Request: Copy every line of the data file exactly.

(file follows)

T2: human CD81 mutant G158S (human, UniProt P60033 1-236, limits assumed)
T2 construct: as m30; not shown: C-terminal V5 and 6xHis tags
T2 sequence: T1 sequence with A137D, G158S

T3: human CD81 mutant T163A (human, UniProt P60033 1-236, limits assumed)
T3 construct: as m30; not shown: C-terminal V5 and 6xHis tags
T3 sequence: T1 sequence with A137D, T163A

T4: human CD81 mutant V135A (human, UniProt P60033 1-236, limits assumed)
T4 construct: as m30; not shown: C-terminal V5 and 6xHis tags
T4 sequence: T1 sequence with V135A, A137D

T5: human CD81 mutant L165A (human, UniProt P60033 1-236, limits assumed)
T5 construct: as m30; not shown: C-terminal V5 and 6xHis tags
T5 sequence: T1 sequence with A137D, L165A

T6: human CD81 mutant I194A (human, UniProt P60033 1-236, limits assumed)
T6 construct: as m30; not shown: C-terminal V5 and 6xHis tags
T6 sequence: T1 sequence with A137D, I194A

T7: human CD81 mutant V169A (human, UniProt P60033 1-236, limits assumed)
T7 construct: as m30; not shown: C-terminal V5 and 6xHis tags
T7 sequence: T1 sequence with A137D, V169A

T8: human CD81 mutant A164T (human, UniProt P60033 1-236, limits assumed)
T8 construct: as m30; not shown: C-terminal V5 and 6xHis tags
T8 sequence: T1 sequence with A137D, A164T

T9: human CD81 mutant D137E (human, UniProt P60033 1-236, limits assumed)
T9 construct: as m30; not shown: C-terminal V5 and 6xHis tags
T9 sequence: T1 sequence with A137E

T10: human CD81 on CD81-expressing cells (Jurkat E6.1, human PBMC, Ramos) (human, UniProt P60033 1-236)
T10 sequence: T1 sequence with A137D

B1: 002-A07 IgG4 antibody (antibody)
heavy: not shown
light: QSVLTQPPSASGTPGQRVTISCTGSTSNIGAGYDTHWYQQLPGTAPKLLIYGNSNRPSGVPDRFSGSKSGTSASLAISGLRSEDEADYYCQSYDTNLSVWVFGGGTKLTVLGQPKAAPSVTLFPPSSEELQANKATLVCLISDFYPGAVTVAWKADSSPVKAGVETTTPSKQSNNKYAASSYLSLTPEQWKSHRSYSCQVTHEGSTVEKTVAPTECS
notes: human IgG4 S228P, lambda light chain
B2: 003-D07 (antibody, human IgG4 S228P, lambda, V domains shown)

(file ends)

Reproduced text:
T2: human CD81 mutant G158S (human, UniProt P60033 1-236, limits assumed)
T2 construct: as m30; not shown: C-terminal V5 and 6xHis tags
T2 sequence: T1 sequence with A137D, G158S

T3: human CD81 mutant T163A (human, UniProt P60033 1-236, limits assumed)
T3 construct: as m30; not shown: C-terminal V5 and 6xHis tags
T3 sequence: T1 sequence with A137D, T163A

T4: human CD81 mutant V135A (human, UniProt P60033 1-236, limits assumed)
T4 construct: as m30; not shown: C-terminal V5 and 6xHis tags
T4 sequence: T1 sequence with V135A, A137D

T5: human CD81 mutant L165A (human, UniProt P60033 1-236, limits assumed)
T5 construct: as m30; not shown: C-terminal V5 and 6xHis tags
T5 sequence: T1 sequence with A137D, L165A

T6: human CD81 mutant I194A (human, UniProt P60033 1-236, limits assumed)
T6 construct: as m30; not shown: C-terminal V5 and 6xHis tags
T6 sequence: T1 sequence with A137D, I194A

T7: human CD81 mutant V169A (human, UniProt P60033 1-236, limits assumed)
T7 construct: as m30; not shown: C-terminal V5 and 6xHis tags
T7 sequence: T1 sequence with A137D, V169A

T8: human CD81 mutant A164T (human, UniProt P60033 1-236, limits assumed)
T8 construct: as m30; not shown: C-terminal V5 and 6xHis tags
T8 sequence: T1 sequence with A137D, A164T

T9: human CD81 mutant D137E (human, UniProt P60033 1-236, limits assumed)
T9 construct: as m30; not shown: C-terminal V5 and 6xHis tags
T9 sequence: T1 sequence with A137E

T10: human CD81 on CD81-expressing cells (Jurkat E6.1, human PBMC, Ramos) (human, UniProt P60033 1-236)
T10 sequence: T1 sequence with A137D

B1: 002-A07 IgG4 antibody (antibody)
heavy: not shown
light: QSVLTQPPSASGTPGQRVTISCTGSTSNIGAGYDTHWYQQLPGTAPKLLIYGNSNRPSGVPDRFSGSKSGTSASLAISGLRSEDEADYYCQSYDTNLSVWVFGGGTKLTVLGQPKAAPSVTLFPPSSEELQANKATLVCLISDFYPGAVTVAWKADSSPVKAGVETTTPSKQSNNKYAASSYLSLTPEQWKSHRSYSCQVTHEGSTVEKTVAPTECS
notes: human IgG4 S228P, lambda light chain
B2: 003-D07 (antibody, human IgG4 S228P, lambda, V domains shown)